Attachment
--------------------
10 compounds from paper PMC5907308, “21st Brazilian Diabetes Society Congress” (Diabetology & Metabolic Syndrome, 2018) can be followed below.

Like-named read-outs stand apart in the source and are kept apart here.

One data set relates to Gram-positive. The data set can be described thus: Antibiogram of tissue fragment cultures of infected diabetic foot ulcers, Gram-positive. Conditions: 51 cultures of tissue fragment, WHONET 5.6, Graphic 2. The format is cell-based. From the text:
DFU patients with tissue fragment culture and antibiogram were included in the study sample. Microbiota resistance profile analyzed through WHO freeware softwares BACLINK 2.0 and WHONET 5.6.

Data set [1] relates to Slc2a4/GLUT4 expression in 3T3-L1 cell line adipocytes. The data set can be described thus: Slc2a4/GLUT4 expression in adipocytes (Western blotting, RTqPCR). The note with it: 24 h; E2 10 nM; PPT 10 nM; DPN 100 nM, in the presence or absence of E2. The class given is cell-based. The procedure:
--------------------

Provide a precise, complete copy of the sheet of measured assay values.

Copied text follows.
10 compounds from paper PMC5907308, “21st Brazilian Diabetes Society Congress” (Diabetology & Metabolic Syndrome, 2018) can be followed below.

Like-named read-outs stand apart in the source and are kept apart here.

One data set relates to Gram-positive. The data set can be described thus: Antibiogram of tissue fragment cultures of infected diabetic foot ulcers, Gram-positive. Conditions: 51 cultures of tissue fragment, WHONET 5.6, Graphic 2. The format is cell-based. From the text:
DFU patients with tissue fragment culture and antibiogram were included in the study sample. Microbiota resistance profile analyzed through WHO freeware softwares BACLINK 2.0 and WHONET 5.6.

Data set [1] relates to Slc2a4/GLUT4 expression in 3T3-L1 cell line adipocytes. The data set can be described thus: Slc2a4/GLUT4 expression in adipocytes (Western blotting, RTqPCR). The note with it: 24 h; E2 10 nM; PPT 10 nM; DPN 100 nM, in the presence or absence of E2. The class given is cell-based. The procedure: